By Lee Sherman
When doing your financial planning, it’s a fair bet that you haven’t given much thought to where your assets are kept. For many investors, one federally insured bank is as good as another. But, if like many investors, you’ve lost faith in the financial services industry after the Ponzi schemes perpetrated by Bernie Madoff and Robert Allen Stanford, you may want to take additional steps to protect your investments.
What is a Custodian?
A custodian is a financial institution that holds onto your financial assets in either electronic or physical form for safekeeping so they can’t be stolen, lost, or misused. The role of a custodian is mandated by the US Securities and Exchange Commission (SEC) which requires financial advisors that are registered with the SEC to follow the “custody rule”. Assets under management are required under the rule to be “protected” by a qualified financial advisor custodian. While the term “custodian” sounds like an individual, typically a custodian is a bank or other large financial institution with secure physical premises (like say a safe-deposit box) or bank-level digital security. Familiar names such as Charles Schwab, Fidelity Institutional, and TD Ameritrade are among the financial institutions that can act as custodians. The idea is to prevent the assets from being stolen, lost, or, in a worst case scenario, even misused by the financial advisor. While the majority of financial advisors are trustworthy, this provides an additional level of protection. Your financial advisor is required under the law to arrange for a custodian for all of the assets they manage for their clients.
The Role of the Custodian
While your typically Registered Investment Advisor (RIA) or Investment Advisory Representative (IAR) plays a strategic role, advising you on where, how, and when to invest, it is actually the custodian that performs the day-to-day tactical transactions, under the direction of your advisor. Your custodian is responsible for processing transactions when you buy and sell securities, funds, and ETFs, collecting dividend and interest payments, handling distributions, and preparing monthly statements on the current status of assets under management. To get the most accurate sense of how your money is being invested, compare these statements to the reports provided by your financial advisor.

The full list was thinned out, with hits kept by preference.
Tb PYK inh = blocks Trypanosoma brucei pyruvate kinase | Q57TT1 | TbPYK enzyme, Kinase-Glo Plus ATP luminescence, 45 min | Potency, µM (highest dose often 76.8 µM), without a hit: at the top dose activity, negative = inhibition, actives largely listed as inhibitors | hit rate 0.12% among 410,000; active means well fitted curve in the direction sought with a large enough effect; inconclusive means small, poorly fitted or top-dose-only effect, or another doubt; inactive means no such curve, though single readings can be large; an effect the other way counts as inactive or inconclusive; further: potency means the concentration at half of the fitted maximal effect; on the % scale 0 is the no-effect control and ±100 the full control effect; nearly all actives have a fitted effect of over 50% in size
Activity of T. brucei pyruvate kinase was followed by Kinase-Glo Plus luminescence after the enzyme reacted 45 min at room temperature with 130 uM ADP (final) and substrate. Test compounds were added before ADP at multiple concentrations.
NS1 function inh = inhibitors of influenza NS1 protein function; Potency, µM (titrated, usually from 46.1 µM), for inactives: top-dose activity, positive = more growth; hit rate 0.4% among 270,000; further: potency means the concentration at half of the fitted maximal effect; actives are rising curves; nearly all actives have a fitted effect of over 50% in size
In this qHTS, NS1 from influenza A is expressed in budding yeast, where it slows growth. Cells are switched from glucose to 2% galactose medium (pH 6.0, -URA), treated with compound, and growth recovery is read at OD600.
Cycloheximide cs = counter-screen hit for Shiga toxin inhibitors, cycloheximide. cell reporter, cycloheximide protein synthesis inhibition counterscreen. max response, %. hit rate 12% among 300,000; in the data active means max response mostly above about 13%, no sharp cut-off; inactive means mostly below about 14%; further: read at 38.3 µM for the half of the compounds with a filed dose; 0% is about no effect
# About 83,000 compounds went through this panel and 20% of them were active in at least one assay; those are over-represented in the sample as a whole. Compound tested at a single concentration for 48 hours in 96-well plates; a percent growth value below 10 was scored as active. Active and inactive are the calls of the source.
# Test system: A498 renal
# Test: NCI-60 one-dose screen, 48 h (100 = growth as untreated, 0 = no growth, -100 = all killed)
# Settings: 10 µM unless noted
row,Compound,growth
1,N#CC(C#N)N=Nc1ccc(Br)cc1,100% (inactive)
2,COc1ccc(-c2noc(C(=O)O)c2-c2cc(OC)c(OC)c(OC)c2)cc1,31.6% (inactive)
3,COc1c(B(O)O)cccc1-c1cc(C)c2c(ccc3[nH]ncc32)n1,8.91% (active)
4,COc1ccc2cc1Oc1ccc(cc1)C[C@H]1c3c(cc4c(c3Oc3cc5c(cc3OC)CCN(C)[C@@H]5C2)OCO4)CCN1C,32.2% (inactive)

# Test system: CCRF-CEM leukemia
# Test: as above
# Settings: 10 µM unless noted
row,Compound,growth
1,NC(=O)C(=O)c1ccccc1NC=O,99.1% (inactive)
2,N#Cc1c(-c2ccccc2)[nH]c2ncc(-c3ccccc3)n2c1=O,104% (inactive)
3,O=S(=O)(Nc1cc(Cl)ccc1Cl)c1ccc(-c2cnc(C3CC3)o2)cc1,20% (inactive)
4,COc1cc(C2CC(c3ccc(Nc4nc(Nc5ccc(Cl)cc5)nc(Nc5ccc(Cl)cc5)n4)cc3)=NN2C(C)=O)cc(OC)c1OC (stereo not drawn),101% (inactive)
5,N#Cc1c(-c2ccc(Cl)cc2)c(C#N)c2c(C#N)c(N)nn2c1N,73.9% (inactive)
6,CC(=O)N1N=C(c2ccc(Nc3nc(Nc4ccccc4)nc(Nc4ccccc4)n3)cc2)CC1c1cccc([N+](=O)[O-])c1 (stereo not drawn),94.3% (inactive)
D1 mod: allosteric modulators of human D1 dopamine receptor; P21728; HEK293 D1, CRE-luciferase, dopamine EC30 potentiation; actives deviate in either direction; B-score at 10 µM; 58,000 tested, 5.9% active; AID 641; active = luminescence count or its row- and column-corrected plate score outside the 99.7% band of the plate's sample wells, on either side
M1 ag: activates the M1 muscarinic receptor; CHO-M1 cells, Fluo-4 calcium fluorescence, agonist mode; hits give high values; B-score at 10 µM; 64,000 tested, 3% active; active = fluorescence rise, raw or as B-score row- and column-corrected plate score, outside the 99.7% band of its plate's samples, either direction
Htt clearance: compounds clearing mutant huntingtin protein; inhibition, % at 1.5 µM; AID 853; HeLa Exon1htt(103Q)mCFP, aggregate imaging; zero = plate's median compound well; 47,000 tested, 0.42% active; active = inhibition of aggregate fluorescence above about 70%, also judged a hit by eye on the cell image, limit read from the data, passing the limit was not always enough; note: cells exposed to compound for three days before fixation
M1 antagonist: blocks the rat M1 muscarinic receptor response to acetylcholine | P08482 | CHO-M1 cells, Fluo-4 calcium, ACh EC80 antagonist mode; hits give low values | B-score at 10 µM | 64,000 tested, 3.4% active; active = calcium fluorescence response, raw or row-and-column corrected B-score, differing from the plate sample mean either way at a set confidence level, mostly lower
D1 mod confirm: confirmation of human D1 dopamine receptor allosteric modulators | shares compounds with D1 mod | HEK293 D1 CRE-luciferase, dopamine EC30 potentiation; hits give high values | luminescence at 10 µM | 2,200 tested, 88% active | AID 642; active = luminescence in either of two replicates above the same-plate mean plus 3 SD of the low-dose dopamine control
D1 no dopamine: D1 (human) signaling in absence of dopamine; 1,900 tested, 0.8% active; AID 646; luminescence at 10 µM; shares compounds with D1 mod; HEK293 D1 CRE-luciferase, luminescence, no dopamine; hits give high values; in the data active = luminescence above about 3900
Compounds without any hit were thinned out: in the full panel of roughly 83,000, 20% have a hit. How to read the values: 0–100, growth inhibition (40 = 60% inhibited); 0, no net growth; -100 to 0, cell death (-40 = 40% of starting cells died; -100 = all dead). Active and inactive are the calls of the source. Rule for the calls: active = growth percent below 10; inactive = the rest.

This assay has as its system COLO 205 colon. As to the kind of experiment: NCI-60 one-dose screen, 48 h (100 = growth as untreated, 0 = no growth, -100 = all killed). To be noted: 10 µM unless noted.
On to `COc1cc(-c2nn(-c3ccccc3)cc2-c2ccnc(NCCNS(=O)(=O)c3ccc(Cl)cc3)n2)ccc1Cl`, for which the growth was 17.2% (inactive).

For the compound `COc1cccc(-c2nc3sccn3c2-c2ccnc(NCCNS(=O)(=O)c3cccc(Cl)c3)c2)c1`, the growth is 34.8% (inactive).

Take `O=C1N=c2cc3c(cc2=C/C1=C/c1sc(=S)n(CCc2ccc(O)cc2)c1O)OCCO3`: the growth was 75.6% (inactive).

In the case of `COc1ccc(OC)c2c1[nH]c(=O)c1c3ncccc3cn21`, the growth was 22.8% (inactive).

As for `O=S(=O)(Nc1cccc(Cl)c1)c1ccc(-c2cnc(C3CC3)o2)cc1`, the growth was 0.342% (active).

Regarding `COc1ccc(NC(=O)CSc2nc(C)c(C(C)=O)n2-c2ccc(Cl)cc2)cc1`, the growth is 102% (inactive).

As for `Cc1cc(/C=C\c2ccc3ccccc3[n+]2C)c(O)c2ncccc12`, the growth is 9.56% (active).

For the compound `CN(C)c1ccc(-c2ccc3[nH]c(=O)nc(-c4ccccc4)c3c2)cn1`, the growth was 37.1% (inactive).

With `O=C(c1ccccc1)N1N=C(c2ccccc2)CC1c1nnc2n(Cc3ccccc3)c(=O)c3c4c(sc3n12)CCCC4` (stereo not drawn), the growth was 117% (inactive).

The fees the custodian collects on behalf of the advisor may include a fee that is a percentage of assets (the percentage varies among financial institutions that act as custodians) and the custodians transaction charges when investments are bought and sold. Some combine these into what is called a “wrap fee”.
Custodians provide necessary oversight but be aware that there are still some kinds of investments including mortgages, real estate equity, and promissory notes that can be made by your financial advisor without the involvement of a custodian.
While custodians act as a kind of gatekeeper between your financial advisor and the regulators, this doesn’t mean that your financial advisor won’t also be looking out for your best interests. In fact, a reputable financial advisor is your best bet when it comes to where to keep your money. Your financial advisor, who is ideally placed to advise you on where to keep your money, can steer you to the highest earning accounts, lowest fees, and other advantages of particular custodians.
Lee Sherman is a contributing writer to MyPerfectFinancialAdvisor, the premier matchmaker between investors and advisors. Lee is an experienced journalist and editor with over 30 years of expertise with a significant history of writing in the personal finance and technology arenas.